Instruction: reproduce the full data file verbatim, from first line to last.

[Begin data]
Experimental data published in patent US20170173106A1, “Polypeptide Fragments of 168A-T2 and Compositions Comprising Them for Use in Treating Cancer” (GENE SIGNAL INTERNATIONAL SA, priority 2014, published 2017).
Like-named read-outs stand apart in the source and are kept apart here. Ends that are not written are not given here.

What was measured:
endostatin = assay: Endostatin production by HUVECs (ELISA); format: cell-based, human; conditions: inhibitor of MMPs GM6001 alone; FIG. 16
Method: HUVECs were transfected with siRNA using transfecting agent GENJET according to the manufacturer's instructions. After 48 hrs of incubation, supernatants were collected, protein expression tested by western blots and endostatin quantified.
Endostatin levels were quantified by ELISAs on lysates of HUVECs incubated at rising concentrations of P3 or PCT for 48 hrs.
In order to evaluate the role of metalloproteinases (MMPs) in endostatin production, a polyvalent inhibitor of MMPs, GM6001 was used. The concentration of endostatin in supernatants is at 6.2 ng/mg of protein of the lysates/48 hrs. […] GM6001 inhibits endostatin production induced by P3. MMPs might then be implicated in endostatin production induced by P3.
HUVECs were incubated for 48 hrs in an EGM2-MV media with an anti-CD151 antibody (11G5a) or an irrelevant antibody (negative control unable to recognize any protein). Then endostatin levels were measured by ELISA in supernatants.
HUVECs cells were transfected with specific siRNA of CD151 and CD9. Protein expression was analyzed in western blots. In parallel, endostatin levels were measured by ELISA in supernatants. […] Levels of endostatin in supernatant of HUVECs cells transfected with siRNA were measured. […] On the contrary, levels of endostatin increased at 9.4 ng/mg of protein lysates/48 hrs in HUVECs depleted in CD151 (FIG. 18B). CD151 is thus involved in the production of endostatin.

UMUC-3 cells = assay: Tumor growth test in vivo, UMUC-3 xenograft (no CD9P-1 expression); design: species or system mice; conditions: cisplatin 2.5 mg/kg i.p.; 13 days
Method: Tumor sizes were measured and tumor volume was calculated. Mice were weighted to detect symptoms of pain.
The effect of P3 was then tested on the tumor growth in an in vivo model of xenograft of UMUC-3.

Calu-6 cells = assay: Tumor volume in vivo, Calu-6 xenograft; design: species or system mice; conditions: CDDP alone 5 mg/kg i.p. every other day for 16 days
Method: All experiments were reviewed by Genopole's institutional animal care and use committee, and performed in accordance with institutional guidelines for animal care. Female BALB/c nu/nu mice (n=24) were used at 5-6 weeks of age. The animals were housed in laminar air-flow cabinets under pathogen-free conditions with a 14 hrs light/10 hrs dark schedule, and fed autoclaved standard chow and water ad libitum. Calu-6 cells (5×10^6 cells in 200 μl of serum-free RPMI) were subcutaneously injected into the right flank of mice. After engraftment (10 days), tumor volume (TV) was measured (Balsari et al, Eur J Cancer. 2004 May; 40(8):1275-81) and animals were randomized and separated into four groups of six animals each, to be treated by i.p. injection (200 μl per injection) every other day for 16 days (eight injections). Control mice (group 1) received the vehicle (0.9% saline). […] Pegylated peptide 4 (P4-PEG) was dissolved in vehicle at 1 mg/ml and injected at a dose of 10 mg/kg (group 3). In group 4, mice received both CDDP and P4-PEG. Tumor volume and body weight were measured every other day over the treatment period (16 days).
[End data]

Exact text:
Experimental data published in patent US20170173106A1, “Polypeptide Fragments of 168A-T2 and Compositions Comprising Them for Use in Treating Cancer” (GENE SIGNAL INTERNATIONAL SA, priority 2014, published 2017).
Like-named read-outs stand apart in the source and are kept apart here. Ends that are not written are not given here.

What was measured:
endostatin = assay: Endostatin production by HUVECs (ELISA); format: cell-based, human; conditions: inhibitor of MMPs GM6001 alone; FIG. 16
Method: HUVECs were transfected with siRNA using transfecting agent GENJET according to the manufacturer's instructions. After 48 hrs of incubation, supernatants were collected, protein expression tested by western blots and endostatin quantified.
Endostatin levels were quantified by ELISAs on lysates of HUVECs incubated at rising concentrations of P3 or PCT for 48 hrs.
In order to evaluate the role of metalloproteinases (MMPs) in endostatin production, a polyvalent inhibitor of MMPs, GM6001 was used. The concentration of endostatin in supernatants is at 6.2 ng/mg of protein of the lysates/48 hrs. […] GM6001 inhibits endostatin production induced by P3. MMPs might then be implicated in endostatin production induced by P3.
HUVECs were incubated for 48 hrs in an EGM2-MV media with an anti-CD151 antibody (11G5a) or an irrelevant antibody (negative control unable to recognize any protein). Then endostatin levels were measured by ELISA in supernatants.
HUVECs cells were transfected with specific siRNA of CD151 and CD9. Protein expression was analyzed in western blots. In parallel, endostatin levels were measured by ELISA in supernatants. […] Levels of endostatin in supernatant of HUVECs cells transfected with siRNA were measured. […] On the contrary, levels of endostatin increased at 9.4 ng/mg of protein lysates/48 hrs in HUVECs depleted in CD151 (FIG. 18B). CD151 is thus involved in the production of endostatin.

UMUC-3 cells = assay: Tumor growth test in vivo, UMUC-3 xenograft (no CD9P-1 expression); design: species or system mice; conditions: cisplatin 2.5 mg/kg i.p.; 13 days
Method: Tumor sizes were measured and tumor volume was calculated. Mice were weighted to detect symptoms of pain.
The effect of P3 was then tested on the tumor growth in an in vivo model of xenograft of UMUC-3.

Calu-6 cells = assay: Tumor volume in vivo, Calu-6 xenograft; design: species or system mice; conditions: CDDP alone 5 mg/kg i.p. every other day for 16 days
Method: All experiments were reviewed by Genopole's institutional animal care and use committee, and performed in accordance with institutional guidelines for animal care. Female BALB/c nu/nu mice (n=24) were used at 5-6 weeks of age. The animals were housed in laminar air-flow cabinets under pathogen-free conditions with a 14 hrs light/10 hrs dark schedule, and fed autoclaved standard chow and water ad libitum. Calu-6 cells (5×10^6 cells in 200 μl of serum-free RPMI) were subcutaneously injected into the right flank of mice. After engraftment (10 days), tumor volume (TV) was measured (Balsari et al, Eur J Cancer. 2004 May; 40(8):1275-81) and animals were randomized and separated into four groups of six animals each, to be treated by i.p. injection (200 μl per injection) every other day for 16 days (eight injections). Control mice (group 1) received the vehicle (0.9% saline). […] Pegylated peptide 4 (P4-PEG) was dissolved in vehicle at 1 mg/ml and injected at a dose of 10 mg/kg (group 3). In group 4, mice received both CDDP and P4-PEG. Tumor volume and body weight were measured every other day over the treatment period (16 days).